Department of Art and Art History Studio Art

Professor Michael Smith included in exhibition From the Object to the World

Mon. March 30, 2015

white overlapping hexagonal and cube shapes on green background

Do Objeto para o Mundo – Coleção Inhotim (From the Oject to the World – The Inhotim Collection features over 50 works from the Inhotim Collection and work by Professor Michael Smith. the exhibition will be on view in Belo Horizonte, Brazil through March 8, 2015, and travel to Sãu Paulo, Brazil in April 2015.

Alumnus Robert Pruitt interviewed on Saint Heron

Mon. March 30, 2015

white overlapping hexagonal and cube shapes on green background
 

Robert Pruitt (MFA in Studio Art, 2003) was interviewed on Saint Heron which is produced by Saint Records.

UT Austin / RISD MFA Sculpture and Studio Art exchange exhibition

Mon. March 30, 2015

green graph paper event poster for exhibition with dates and list of artists

MFA candidates in UT Austin's graduate Studio Art program and Rhode Island School of Design's graduate Sculpture program exchanged work in the two-part exhibition Parallels. The one-night exhibitions were on view March 21 and March 28, 2015.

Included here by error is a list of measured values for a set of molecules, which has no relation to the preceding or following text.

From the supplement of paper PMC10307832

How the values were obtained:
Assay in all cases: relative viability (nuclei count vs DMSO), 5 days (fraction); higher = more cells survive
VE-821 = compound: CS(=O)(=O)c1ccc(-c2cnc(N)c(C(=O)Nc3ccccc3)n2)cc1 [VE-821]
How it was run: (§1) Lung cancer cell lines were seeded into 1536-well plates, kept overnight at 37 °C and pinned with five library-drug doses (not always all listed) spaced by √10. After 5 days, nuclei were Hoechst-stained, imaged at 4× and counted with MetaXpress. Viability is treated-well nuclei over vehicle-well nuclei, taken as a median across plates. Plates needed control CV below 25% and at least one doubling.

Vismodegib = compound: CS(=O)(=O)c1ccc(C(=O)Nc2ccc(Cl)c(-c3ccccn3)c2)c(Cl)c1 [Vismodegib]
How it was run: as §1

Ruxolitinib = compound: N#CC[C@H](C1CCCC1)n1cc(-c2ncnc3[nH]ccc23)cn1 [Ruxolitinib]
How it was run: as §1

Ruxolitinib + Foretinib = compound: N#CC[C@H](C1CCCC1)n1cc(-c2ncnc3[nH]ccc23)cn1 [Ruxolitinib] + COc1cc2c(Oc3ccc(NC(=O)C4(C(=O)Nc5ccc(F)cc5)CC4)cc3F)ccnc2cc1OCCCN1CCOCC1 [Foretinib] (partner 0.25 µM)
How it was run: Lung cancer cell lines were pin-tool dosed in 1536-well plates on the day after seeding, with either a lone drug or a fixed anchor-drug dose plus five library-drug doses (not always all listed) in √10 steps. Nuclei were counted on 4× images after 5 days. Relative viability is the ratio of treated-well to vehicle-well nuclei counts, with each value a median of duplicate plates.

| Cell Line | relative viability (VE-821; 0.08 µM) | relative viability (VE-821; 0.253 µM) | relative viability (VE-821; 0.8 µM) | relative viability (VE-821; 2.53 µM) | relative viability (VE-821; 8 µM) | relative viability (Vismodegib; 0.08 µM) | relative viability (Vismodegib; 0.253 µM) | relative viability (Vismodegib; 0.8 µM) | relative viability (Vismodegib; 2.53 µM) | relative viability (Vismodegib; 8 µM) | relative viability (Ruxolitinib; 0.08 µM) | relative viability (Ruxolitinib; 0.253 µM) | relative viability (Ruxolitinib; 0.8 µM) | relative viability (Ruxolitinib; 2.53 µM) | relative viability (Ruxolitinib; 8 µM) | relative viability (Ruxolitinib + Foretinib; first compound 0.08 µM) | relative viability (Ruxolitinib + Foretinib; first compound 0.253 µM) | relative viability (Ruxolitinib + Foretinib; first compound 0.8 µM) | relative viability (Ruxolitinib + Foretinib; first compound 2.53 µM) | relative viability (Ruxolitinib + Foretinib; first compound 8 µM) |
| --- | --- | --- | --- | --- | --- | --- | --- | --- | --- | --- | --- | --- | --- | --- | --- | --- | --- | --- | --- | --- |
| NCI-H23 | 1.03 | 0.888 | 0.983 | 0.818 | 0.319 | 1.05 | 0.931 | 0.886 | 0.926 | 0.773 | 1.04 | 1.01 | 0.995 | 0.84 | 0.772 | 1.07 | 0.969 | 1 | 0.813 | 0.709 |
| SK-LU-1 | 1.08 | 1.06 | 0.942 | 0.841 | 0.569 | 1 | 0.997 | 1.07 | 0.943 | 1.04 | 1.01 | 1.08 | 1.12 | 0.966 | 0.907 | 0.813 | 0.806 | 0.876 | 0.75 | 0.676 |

Alumnus Ezra Masch's Icebox Project Space installation reviewed by Title Magazine

Mon. March 30, 2015

white overlapping hexagonal and cube shapes on green background

Ezra Masch's (MFA in Studio Art, 2012) Big Bang Project at the Crane Arts Icebox Project Space was reviewed in Title Magazine.

Visit Masch's Vimeo page to see a video of the installation.

Eric Zimmerman presents solo exhibition art Art Palace

Fri. March 27, 2015

graphite drawing of crocodile in water
Albino Crocodile (Cave of Forgotten Dreams), ink on paper, 22 x 30 inches

New work by Eric Zimmerman (MFA in Studio Art, 2005) is featured in a solo exhibition, Elegy for Left Hand Alone, at Art Palace in Houston, Texas. The exhibition will be on view April 10 – May 9, 2015. From the press release:

Zimmerman’s new drawings, sculpture, zine, and sound piece contained in the exhibition are references to the human place within the world and our effect upon it. Present in this new work is an oblique questioning of the way in which we construct knowledge and a direct interrogation of our need for explanation, quantification, and understanding. A subversion of these needs is sought by placing a range of images and objects within context and proximity of one another in order to establish a series of open-ended and leading propositions.

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